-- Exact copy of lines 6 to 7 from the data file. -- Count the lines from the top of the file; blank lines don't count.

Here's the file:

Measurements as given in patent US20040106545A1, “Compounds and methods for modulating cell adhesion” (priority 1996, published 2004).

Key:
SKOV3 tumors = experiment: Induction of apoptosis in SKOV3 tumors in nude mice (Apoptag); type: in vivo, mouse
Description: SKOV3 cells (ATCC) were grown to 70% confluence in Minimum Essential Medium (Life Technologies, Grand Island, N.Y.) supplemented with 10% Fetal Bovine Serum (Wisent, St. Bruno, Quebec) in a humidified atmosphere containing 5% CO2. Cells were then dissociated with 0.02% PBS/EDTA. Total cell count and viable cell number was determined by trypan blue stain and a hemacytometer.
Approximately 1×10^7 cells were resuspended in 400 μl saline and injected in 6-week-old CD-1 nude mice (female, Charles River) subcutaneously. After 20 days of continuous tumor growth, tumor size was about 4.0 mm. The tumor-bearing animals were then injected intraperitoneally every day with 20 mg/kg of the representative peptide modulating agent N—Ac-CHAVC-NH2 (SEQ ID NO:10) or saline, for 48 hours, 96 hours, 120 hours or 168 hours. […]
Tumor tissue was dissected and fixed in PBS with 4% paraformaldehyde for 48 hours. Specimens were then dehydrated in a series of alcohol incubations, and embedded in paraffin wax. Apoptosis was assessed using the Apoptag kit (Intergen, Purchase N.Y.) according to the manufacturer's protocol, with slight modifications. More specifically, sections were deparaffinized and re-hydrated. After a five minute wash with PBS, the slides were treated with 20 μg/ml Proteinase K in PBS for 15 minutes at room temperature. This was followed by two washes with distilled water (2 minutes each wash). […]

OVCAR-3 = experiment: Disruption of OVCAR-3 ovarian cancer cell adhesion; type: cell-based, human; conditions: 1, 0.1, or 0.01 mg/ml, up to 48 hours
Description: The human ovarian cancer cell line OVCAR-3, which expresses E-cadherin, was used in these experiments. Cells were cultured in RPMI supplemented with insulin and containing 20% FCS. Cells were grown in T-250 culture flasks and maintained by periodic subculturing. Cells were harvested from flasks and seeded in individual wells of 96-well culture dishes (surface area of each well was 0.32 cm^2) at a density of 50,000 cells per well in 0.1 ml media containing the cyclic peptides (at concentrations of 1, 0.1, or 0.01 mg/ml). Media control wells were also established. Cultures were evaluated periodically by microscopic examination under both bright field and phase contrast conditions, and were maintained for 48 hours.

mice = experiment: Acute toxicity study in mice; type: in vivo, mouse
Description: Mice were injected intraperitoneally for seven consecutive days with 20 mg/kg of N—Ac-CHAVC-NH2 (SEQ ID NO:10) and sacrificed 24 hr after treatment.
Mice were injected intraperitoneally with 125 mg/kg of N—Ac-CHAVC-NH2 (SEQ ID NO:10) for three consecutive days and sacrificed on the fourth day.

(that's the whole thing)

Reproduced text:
Tumor tissue was dissected and fixed in PBS with 4% paraformaldehyde for 48 hours. Specimens were then dehydrated in a series of alcohol incubations, and embedded in paraffin wax. Apoptosis was assessed using the Apoptag kit (Intergen, Purchase N.Y.) according to the manufacturer's protocol, with slight modifications. More specifically, sections were deparaffinized and re-hydrated. After a five minute wash with PBS, the slides were treated with 20 μg/ml Proteinase K in PBS for 15 minutes at room temperature. This was followed by two washes with distilled water (2 minutes each wash). […]

OVCAR-3 = experiment: Disruption of OVCAR-3 ovarian cancer cell adhesion; type: cell-based, human; conditions: 1, 0.1, or 0.01 mg/ml, up to 48 hours